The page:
There are plenty of studies that show that odds (closing lines in Pinnacle for example) in general are very accurate BUT they are also biased reflecting how people react to different kinds of bets. Basically it’s just the bookies trying to maximize their winnings.
Over/Under bias: back in the days it might have been possible to make a small win by blindly betting under because most people prefer betting over (2.5 goals, 9.5 corners etc.) As far as I know the bias is still there (and why wouldnt’t it be…), but not so clearly as before.
Favourite/Underdog bias: People looove getting their monies back multiple times whereas @1.32 doesn’t exactly get people ecstatic. Therefore too much money flows to higher odds and bookies also usually want to keep their risk levels down (1€ on 4:1 needs 4€ on 1:4 to keep the books balanced) which is one more incentive to price the underdogs lower than the actual odds might be.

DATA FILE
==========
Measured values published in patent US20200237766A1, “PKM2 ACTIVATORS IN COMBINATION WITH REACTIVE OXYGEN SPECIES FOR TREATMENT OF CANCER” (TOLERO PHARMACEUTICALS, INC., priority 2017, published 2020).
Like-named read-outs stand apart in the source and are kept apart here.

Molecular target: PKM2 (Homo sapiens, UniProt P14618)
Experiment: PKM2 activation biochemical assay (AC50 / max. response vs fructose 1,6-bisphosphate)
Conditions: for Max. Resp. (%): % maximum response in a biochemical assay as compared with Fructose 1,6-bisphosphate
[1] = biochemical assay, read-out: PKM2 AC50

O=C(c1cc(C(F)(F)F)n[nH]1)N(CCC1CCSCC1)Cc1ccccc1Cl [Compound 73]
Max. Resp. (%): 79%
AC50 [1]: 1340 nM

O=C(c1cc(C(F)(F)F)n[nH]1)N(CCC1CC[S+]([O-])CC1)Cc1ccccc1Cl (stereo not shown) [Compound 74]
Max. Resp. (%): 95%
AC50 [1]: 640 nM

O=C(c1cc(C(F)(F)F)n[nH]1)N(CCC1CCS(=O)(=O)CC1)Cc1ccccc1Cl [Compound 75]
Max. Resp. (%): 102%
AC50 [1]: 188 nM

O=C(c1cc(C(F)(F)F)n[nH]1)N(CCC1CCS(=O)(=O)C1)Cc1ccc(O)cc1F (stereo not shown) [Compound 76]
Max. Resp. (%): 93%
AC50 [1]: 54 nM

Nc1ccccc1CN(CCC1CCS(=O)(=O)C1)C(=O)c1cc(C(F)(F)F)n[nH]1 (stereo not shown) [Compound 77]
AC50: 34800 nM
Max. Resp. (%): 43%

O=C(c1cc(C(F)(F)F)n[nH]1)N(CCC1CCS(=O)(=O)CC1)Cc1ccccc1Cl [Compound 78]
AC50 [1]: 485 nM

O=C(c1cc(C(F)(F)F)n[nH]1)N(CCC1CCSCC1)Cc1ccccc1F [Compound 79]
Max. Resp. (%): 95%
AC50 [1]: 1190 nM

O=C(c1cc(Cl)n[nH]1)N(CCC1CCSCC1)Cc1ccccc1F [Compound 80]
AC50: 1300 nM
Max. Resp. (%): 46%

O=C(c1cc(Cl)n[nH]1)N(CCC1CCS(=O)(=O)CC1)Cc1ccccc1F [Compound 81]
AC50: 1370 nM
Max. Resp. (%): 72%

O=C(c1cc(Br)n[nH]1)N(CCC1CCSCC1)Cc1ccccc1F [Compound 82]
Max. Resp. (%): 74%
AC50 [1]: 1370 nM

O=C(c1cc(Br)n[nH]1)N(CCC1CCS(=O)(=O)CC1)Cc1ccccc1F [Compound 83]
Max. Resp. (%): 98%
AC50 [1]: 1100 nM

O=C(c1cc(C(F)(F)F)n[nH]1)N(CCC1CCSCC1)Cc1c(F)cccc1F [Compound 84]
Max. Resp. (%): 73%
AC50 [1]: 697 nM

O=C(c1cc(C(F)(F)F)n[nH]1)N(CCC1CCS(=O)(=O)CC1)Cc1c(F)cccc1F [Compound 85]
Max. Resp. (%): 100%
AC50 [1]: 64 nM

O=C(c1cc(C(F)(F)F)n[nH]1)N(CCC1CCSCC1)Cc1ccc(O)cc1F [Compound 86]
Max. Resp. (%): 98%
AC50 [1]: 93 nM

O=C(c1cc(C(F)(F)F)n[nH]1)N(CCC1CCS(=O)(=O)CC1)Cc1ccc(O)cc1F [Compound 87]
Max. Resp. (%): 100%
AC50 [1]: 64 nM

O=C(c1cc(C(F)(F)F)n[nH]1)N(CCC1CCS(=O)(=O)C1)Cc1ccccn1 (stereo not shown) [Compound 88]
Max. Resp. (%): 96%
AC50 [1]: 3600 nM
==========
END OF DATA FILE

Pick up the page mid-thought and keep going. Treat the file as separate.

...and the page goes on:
My question is: If you would look at the data what is the actual yield on bets on under vs over? Also, what does the yield look like when comparing small odds vs big odds (ie. 1.3 vs 5.3)?
-My GUESS is that if the margin of an O/U bet would be 2% ( 50%/50% O/U aka 1.96 odds on both O and U) then the bookie might actually have odds like 1.94 for Over and 1.98 for Under.
–> My action (roughly): Bet about 1.5x on the suggested unders, bet less on middling over bets such as 2.5% value O2.5, skip 2.5% or less on O3.5, and skip ~2.0% valued bets on all overs.
I might also bet a bit more on lower odds even though Kelly formula takes that into account very effectively. Usually I just decide on some bets outside rebelbetting whether they are worth it or not based on this.